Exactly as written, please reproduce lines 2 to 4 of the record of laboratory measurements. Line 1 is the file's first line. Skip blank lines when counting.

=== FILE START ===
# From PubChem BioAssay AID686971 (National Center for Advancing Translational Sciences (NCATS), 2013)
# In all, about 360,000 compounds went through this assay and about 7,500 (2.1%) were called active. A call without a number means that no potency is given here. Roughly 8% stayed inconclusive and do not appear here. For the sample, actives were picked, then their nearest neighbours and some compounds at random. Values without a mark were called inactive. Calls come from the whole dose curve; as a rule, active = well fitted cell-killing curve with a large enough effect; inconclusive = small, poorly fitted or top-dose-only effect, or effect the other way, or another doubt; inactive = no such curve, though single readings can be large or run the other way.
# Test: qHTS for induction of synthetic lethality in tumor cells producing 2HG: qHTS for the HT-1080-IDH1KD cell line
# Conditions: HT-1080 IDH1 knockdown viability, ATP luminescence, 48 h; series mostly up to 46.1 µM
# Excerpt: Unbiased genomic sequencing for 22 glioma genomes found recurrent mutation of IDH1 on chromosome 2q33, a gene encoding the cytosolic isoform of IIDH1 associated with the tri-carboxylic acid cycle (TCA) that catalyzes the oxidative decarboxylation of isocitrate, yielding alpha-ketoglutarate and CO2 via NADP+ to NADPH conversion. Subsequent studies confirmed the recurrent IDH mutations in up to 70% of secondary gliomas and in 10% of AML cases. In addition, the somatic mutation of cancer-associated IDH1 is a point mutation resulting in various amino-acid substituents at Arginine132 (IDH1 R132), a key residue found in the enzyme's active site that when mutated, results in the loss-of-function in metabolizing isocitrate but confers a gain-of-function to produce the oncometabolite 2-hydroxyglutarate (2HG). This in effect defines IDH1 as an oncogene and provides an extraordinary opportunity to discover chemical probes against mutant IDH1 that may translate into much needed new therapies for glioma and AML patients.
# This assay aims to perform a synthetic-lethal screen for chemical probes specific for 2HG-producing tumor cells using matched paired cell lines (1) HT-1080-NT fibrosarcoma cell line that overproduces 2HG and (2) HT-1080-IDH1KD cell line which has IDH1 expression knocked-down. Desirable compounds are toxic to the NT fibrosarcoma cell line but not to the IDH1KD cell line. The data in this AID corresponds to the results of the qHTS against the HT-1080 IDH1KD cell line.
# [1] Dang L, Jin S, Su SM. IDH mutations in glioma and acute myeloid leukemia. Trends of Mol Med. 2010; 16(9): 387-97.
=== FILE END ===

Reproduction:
# In all, about 360,000 compounds went through this assay and about 7,500 (2.1%) were called active. A call without a number means that no potency is given here. Roughly 8% stayed inconclusive and do not appear here. For the sample, actives were picked, then their nearest neighbours and some compounds at random. Values without a mark were called inactive. Calls come from the whole dose curve; as a rule, active = well fitted cell-killing curve with a large enough effect; inconclusive = small, poorly fitted or top-dose-only effect, or effect the other way, or another doubt; inactive = no such curve, though single readings can be large or run the other way.
# Test: qHTS for induction of synthetic lethality in tumor cells producing 2HG: qHTS for the HT-1080-IDH1KD cell line
# Conditions: HT-1080 IDH1 knockdown viability, ATP luminescence, 48 h; series mostly up to 46.1 µM